Challenges within the organization. (vs Clients)
Where to put what on screen, and how to squeeze complex content onto small screens.
Respondent needing to learn and keep up with practices.
Issues dealing with moving legacy content into responsive environments.
Issues adapting navigation to multiple environments.
Concerns with web performance. Too many assets and long load times.
Concerns with producing a polished result. “Pixel-perfection.”
Making existing design, content, or sites responsive.
Problems due to separation of labour. For example: designers vs developers.
Issues with testing time, difficulty, and want of myriad devices for testing.
Issues with processes taking too long, once the project has started.
User Experience concerns with responsive designs.
Process challenges for a team or individual. Focussed on efficiency and continuity.
Difficulties with working with tools, or need for tools.
Responsive design was a definitive transition. There was no question tied to feelings in the surveys, but while reading through nearly 1,000 long-form responses, some emotions came through loud and clear. We did our best to capture, tally, and rank the feelings as we went.
“The designer hands me a 960 pixel [wide] PSD and says ‘this needs to be responsive.’”
“The details seem to be neglected.”
“…every client needs an education on web design, the process of web design, and the internet.”
“…usually the design is signed off (and paid for), the client is happy, and I’m left to make important design decisions when I’m just a developer!”
“Previously the client knew exactly what they were getting – here’s a Mockup™ aaaaand it’s live! Voila.”
2012 to 2013 saw a transition in attitudes. Whereas 2012 was wrought with an array of negative emotions – mostly around the frustrations of learning new processes – in 2013 the clouds started to part. The struggles of 2012 transformed into signs of confidence in 2013.
After diving deep into the challenges and feelings around responsive design processes, and how they changed from 2012 to 2013, patterns started to emerge. Here are a few trends we observed.
Across the different organization types, we noticed that the smaller the organization, the more fluid the workflow becomes. We observed traditional waterfall and agile processes, and coined a new term for those that are beginning to avoid a linear process altogether: Everything All The Time (EATT).
“The process by itself is not hard… but when clients ask for responsive layouts halfway through the development process, [that] makes it [more] difficult. Also, it drives me nuts when our designers nitpick the littlest issues between browsers during development.”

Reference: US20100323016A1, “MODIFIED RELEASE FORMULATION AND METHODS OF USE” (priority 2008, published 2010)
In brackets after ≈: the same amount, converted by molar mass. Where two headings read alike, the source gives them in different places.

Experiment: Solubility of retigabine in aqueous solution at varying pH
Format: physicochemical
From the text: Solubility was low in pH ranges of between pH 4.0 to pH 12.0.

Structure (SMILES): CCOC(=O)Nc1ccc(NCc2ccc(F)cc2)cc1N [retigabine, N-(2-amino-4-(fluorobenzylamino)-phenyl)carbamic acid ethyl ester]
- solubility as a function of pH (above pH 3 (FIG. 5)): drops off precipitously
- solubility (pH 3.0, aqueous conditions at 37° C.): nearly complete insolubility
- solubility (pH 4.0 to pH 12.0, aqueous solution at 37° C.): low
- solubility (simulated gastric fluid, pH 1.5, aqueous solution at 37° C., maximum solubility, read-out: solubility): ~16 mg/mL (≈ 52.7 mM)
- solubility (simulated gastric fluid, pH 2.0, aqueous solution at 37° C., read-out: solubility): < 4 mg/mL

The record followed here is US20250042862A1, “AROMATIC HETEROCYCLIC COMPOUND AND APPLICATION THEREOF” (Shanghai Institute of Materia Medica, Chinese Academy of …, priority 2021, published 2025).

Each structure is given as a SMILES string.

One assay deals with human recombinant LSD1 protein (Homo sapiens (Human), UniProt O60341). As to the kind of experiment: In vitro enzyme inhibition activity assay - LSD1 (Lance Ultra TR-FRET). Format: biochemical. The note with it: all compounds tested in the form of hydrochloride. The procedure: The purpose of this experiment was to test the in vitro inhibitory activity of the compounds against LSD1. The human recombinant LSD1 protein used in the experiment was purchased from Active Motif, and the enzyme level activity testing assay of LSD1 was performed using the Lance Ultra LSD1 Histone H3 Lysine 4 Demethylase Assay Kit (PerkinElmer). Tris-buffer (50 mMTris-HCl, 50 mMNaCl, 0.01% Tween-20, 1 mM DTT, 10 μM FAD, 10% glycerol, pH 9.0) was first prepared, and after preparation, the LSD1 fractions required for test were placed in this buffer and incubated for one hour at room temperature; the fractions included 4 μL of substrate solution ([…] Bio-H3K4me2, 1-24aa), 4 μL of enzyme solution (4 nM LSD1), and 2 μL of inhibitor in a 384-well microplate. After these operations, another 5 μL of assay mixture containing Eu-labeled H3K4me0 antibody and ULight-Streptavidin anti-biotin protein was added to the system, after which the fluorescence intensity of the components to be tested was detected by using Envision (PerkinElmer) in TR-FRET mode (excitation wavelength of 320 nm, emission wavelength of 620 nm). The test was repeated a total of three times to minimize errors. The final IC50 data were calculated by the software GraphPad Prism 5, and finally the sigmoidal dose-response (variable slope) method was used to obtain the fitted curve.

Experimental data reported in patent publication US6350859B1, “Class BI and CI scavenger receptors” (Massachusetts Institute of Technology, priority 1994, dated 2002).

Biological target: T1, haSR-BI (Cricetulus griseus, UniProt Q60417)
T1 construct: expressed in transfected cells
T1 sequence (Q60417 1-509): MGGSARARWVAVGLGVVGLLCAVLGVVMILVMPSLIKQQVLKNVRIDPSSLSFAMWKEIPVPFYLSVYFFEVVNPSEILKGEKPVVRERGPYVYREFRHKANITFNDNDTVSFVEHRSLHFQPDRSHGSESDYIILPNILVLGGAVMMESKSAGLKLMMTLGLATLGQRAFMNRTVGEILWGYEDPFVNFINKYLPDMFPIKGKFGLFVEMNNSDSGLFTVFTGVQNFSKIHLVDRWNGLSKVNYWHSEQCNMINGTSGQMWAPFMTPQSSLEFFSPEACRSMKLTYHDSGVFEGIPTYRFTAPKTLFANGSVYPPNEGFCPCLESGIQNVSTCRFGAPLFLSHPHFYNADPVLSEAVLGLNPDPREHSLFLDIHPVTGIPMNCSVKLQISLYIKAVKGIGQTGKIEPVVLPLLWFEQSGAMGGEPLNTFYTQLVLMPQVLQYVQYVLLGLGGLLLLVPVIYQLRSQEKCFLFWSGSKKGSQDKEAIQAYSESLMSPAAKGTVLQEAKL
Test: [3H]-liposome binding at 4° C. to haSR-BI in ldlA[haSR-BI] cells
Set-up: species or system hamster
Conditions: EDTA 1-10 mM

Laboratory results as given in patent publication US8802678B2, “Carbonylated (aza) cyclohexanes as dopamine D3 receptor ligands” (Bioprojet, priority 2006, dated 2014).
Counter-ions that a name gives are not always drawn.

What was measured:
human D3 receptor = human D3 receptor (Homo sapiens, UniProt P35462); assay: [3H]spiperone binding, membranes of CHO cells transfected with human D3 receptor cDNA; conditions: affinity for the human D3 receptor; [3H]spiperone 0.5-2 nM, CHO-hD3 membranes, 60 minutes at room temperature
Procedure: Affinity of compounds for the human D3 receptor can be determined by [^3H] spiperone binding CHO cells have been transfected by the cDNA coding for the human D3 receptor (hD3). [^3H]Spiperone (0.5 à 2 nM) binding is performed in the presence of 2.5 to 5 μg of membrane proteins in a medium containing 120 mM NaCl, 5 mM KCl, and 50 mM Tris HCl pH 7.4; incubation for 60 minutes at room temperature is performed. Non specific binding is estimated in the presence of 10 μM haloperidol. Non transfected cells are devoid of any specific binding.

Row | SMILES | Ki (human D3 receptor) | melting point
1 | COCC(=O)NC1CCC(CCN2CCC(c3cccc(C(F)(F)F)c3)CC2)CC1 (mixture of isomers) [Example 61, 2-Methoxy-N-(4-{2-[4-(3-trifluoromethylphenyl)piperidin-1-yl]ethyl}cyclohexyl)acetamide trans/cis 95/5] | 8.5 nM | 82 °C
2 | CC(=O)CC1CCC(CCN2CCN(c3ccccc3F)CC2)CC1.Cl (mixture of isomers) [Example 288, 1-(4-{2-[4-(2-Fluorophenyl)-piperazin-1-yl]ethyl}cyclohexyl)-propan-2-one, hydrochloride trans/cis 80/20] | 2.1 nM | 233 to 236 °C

“Harder to be more designer than developer. The practical beats the aesthetic every time now.”
Varied workflows, and the opinions shared about each, highlighted a new problem facing the adoption of responsive design: silos. We use this term to describe the dividing parts of the web design process undertaken by teams focused on one task. For example, an organization may separate design, front-end development, and UX into different teams.
Respondents noted that responsive design required more communication between designers and developers, and where silos were in place, this caused a lot of friction. Often, the open-ended responses mentioned other roles as responsible for process breakdowns.
Tools & Resources
We asked respondents to name the tools they used each year to help make their responsive processes easier. The question was open-ended, but we were able to count and rank the tools mentioned the most. Changes between 2012 to 2013 further highlighted the shifting priorities our respondents were facing.
Back in January, while knee-deep in planning for Gridset we began digging into an invaluable bit of research: The Business of Responsive Design Survey our very own Mark Boulton had run for two consecutive years. Since then hundreds of responses have been sorted into themes, pulled into pivot tables, and conclusions drawn – all to create the report you’re reading now.
Interested in finding out more about our process? Research director Emma Boulton has written all about it on our blog.
Influential resources for2013
A curated list of the most insightful responsive design resources we found in 2013, organized by theme. In no particular order.